How conflicted are they? Ask those who supported Colin Craig and his Conservative Party in New Zealand, or Roy Moore in the recent election in Alabama in the USA.

In a column at NY Times Bret Stephens asks: Can I still call myself conservative?

The answer depends on your definition.
Here’s one I’ve always liked: “The central conservative truth is that it is culture, not politics, that determines the success of a society,” said the late Daniel Patrick Moynihan. To which he added: “The central liberal truth is that politics can change a culture and save it from itself.”
Conservatives used to believe in their truth. Want to “solve” poverty? All the welfare dollars in the world won’t help if two-parent families aren’t intact. Want to foster democracy abroad? It’s going to be rough going if too many voters reject the foundational concept of minority rights.

And want to preserve your own republican institutions? Then pay attention to the character of your leaders, the culture of governance and the political health of the public. It matters a lot more than lowering the top marginal income tax rate by a couple of percentage points.

What is ‘a conservative’? It depends on how it is applied – in general or as a political leaning, or as a member of a political party.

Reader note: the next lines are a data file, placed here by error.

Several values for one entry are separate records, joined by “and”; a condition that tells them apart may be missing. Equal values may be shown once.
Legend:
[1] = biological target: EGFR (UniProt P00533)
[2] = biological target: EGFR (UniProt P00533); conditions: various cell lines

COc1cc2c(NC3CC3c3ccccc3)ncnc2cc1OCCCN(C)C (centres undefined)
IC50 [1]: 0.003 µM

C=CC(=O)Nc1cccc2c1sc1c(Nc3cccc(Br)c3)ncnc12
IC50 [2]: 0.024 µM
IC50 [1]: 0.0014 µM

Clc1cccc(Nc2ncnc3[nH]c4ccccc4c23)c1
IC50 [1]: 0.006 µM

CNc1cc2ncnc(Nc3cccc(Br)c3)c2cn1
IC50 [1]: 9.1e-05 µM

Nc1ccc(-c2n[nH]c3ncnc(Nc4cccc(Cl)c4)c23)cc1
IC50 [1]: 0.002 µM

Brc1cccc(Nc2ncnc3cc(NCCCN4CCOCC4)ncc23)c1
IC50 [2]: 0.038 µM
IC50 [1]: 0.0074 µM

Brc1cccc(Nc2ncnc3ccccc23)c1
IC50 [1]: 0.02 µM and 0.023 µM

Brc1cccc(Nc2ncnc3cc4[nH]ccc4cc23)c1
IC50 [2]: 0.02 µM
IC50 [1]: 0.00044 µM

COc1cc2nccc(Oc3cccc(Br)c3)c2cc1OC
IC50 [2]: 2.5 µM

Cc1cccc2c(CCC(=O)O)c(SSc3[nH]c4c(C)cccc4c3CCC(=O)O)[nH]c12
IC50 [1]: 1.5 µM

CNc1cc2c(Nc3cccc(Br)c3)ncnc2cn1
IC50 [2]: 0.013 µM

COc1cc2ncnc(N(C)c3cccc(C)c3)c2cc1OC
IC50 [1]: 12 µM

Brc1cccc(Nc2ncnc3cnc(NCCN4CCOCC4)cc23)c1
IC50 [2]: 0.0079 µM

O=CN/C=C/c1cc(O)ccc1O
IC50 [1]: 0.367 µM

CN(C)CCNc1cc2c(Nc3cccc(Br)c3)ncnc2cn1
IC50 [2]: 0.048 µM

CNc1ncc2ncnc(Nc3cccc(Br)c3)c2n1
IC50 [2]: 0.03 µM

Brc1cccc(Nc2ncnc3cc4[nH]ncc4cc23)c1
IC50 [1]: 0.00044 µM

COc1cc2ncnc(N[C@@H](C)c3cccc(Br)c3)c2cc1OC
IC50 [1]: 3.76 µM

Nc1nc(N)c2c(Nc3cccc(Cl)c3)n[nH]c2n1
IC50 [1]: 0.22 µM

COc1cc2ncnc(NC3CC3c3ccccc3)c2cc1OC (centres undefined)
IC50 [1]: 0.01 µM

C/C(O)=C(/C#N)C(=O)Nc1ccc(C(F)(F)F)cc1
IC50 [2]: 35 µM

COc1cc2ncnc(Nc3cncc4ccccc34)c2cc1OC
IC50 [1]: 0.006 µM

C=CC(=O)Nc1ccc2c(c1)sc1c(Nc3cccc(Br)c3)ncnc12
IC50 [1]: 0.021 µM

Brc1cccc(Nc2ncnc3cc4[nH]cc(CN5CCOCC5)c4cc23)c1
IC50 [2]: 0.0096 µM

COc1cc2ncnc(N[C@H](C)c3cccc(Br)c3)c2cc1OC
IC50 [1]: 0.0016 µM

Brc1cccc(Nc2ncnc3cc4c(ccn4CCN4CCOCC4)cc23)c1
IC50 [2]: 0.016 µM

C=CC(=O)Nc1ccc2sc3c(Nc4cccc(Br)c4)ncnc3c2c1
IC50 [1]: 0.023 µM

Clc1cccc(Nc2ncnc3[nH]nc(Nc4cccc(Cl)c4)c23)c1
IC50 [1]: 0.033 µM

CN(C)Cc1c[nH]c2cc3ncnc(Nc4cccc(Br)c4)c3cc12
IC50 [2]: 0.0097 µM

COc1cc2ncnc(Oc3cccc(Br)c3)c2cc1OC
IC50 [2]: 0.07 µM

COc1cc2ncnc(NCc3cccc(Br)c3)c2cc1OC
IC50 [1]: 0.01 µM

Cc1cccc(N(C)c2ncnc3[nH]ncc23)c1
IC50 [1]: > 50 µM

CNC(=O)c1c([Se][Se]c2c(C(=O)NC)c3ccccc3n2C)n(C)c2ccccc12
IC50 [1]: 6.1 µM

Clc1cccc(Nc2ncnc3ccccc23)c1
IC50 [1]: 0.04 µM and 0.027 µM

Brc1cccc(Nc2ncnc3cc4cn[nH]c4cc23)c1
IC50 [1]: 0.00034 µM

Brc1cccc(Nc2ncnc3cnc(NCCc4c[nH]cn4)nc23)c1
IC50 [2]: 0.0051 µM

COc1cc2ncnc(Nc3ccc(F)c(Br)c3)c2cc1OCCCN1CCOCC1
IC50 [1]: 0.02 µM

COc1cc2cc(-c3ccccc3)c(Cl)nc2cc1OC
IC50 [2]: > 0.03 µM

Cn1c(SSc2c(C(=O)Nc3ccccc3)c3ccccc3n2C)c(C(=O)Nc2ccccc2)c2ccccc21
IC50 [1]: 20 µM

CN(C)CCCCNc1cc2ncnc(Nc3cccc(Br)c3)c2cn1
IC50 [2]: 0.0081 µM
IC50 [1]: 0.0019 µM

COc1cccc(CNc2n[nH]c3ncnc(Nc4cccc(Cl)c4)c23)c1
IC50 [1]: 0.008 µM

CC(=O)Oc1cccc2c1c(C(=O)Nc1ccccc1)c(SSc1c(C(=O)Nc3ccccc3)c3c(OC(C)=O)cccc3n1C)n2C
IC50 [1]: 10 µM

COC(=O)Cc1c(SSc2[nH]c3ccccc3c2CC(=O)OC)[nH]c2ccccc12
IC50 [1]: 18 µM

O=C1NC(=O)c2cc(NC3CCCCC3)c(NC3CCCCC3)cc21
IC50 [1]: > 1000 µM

Oxford defines it:

1 Averse to change or innovation and holding traditional values.

‘they were very conservative in their outlook’

So theoretically someone who held on the traditional socialists  values and was averse to change could be described as conservative.

1.1 (of dress or taste) sober and conventional.

‘a conservative suit’

Again that could apply to anyone across the political spectrum. James Shaw dresses quite conservatively (as do just about all male MPs and most female MPs in the New Zealand Parliament).

2 (in a political context) favouring free enterprise, private ownership, and socially conservative ideas.

That combines two distinctly different attributes. Someone who favours free enterprise and private ownership may not have socially conservative ideas. Roger Douglas and David Lange’s government from the 1980s were quite radical in the way they introduced free enterprise and private ownership policies, and were supposedly a left wing government.

‘Conservative’ can be applied as a description of someone’s specific opposition to change, but as a political label I think it’s far too fuzzy to be very useful.

And at times it is quite contradictory – Craig’s and Moore’s behaviour was at odds with their conservative label. Leader of the Conservative Party British Theresa May acted unconservatively in calling for an ill-fated snap election, and the UK exit from the European Union is not conservative, it will mean a large amount of change for the UK.

Specific behaviour can be described as conservative. Views on a specific policy can be conservative – I have more conservative views on law and order (in particular sentencing) and the use of binding referenda than Craig’s Conservative Party.